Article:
March 2 was Dr. Seuss’ birthday. It was celebrated around the world with many people reading and rereading his wonderful books. There are many great websites about Dr. Seuss. We read some of his books in our class last week and will be reading some more this week. The first grade class across the hall has each child read and share with the class one of Dr. Seuss’ books. When I saw this infographic I thought what a great way to challenge my students as they read to find a favorite quote.
We would first spend time reading the quotes on the graphic and discuss why someone might collect quotes. What do the quotes mean? Have they every heard someone share a favorite quote? Why do we remember and use quotes?
Since we have been memorizing bible verses from the beginning of the year I would start with each student choosing a favorite verse. Then see if we could group them by themes or books of the Bible. At this point I would have the students work in small groups to take a photo or create a picture that would add to their group of verses. Then create a poster that would be our infographic.
The next challenge would be to find a quote they would like to remember. Each student will be given several sticky notes in their book box. When they find a quote, they can copy it to a sticky note along with the title of the book and their name. We will collect the sticky notes on a small whiteboard on the easel. At the end of a week or two we can create our own infographic of favorite quotes from favorite books. This might be an ongoing project that students can work on in small groups as they find quotes they like and share a theme with others or are by the same author.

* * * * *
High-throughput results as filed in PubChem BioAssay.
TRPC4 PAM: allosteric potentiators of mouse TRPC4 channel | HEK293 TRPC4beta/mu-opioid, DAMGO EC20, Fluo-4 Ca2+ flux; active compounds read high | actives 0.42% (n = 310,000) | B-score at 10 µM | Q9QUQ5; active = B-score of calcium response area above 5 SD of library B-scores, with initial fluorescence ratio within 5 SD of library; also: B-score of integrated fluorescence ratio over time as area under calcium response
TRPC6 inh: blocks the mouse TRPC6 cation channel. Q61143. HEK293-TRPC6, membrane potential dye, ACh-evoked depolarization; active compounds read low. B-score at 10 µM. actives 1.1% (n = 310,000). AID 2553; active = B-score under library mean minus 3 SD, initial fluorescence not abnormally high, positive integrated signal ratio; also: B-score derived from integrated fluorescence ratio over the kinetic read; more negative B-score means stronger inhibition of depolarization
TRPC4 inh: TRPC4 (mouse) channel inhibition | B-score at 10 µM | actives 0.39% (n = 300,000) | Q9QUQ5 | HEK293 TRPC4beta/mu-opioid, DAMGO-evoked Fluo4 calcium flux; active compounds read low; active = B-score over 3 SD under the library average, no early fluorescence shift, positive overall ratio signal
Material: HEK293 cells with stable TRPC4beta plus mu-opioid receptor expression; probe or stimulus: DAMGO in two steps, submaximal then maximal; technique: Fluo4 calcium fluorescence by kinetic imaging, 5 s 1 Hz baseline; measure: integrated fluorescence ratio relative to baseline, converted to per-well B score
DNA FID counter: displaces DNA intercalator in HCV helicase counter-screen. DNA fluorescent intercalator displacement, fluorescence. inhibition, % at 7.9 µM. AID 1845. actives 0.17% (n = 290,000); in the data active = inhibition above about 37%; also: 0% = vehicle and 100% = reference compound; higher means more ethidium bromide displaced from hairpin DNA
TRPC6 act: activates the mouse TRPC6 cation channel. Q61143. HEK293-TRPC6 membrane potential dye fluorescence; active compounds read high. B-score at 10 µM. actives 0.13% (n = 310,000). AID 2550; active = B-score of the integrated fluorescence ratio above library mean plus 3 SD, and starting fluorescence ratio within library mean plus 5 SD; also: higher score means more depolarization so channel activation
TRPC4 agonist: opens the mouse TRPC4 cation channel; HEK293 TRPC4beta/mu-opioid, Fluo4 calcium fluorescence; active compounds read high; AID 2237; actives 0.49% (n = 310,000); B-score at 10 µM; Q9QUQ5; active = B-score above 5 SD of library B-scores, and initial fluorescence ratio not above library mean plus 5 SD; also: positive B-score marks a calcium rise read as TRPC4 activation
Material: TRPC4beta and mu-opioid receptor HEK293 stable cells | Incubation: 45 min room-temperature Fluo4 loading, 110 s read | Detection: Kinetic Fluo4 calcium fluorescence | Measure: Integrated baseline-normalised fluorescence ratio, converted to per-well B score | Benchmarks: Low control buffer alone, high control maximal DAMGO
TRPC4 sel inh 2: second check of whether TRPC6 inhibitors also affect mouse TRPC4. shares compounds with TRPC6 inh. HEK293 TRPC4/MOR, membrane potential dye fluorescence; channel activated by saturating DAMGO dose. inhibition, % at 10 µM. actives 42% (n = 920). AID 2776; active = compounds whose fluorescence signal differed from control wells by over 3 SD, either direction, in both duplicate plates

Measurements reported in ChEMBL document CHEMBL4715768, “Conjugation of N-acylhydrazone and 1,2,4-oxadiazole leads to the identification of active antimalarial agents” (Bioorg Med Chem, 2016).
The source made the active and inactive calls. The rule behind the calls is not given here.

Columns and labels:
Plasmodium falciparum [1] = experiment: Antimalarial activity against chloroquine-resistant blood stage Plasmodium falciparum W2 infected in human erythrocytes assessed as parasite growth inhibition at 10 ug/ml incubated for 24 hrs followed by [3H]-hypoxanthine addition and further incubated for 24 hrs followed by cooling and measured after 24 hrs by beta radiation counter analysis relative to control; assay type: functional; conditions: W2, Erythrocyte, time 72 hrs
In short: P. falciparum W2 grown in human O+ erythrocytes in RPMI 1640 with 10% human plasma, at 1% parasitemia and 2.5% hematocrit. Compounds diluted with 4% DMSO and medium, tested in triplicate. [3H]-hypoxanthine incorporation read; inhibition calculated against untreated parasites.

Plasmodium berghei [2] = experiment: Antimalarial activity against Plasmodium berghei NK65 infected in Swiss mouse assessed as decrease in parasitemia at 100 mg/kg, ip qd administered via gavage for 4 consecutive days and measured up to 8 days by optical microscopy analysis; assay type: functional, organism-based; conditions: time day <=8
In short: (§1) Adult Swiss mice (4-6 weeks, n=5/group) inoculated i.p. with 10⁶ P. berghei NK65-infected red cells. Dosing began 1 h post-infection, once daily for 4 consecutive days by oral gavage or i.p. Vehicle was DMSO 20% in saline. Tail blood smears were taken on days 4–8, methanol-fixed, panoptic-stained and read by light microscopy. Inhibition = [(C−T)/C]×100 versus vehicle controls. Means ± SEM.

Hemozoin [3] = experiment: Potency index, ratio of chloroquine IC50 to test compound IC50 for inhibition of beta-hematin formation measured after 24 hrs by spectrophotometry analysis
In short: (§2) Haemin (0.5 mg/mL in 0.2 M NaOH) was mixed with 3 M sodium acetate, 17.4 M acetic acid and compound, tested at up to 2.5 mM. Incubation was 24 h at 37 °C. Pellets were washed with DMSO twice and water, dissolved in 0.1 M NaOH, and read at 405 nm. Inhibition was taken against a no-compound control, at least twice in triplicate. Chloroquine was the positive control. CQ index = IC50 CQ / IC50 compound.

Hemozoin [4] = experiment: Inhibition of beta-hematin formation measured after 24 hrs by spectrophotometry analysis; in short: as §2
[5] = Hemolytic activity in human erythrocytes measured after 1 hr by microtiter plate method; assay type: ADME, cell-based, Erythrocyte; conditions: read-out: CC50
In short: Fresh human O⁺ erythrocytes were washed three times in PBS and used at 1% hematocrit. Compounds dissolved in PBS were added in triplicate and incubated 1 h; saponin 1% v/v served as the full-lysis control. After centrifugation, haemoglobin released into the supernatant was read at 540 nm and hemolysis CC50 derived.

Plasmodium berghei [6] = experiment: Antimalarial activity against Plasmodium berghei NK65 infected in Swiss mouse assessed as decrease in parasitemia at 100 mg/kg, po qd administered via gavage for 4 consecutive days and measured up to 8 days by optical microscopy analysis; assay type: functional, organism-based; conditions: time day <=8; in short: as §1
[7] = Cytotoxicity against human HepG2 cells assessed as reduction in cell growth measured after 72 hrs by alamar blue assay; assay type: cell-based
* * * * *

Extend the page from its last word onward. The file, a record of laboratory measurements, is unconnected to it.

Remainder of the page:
What is an infographic or data visualization? From the visual.ly website
- visualizations that present complex information quickly and clearly
- visualizations that integrate words and graphics to reveal information, patterns or trends
- visualizations that are easier to understand than words alone
- visualizations that are beautiful and engaging
The infographics I want to create with my students would not involve data, or patterns or trends but would be an introduction to what can be created. I have been fascinated by the free technology that is available to help create data visualizations. Gap minder is particularly fascinating. I would love to hear if anyone has ideas for its use with elementary students. It seems more geared for secondary or at least upper elementary students.
At this point in time, helping students to see that we can present data and information in a variety of ways is the first step. Then helping the students to learn to read and interpret the data and information seems the next step. Learning to collect data and create an infographic would be the final step. I’m not sure at this time if that is a step that my elementary students are ready for. We have done some basic graphing and maybe it is something to consider in our graphing unit next year. Has anyone tried data visualization with lower elementary students?
I did find it fun to create an infographic of myself twitterized. Since I am still a newbie with twitter it was pretty much accurate.